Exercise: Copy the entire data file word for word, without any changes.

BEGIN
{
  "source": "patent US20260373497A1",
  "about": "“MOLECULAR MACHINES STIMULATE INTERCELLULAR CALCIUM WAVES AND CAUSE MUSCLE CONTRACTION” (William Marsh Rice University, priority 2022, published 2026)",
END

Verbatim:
{
  "source": "patent US20260373497A1",
  "about": "“MOLECULAR MACHINES STIMULATE INTERCELLULAR CALCIUM WAVES AND CAUSE MUSCLE CONTRACTION” (William Marsh Rice University, priority 2022, published 2026)",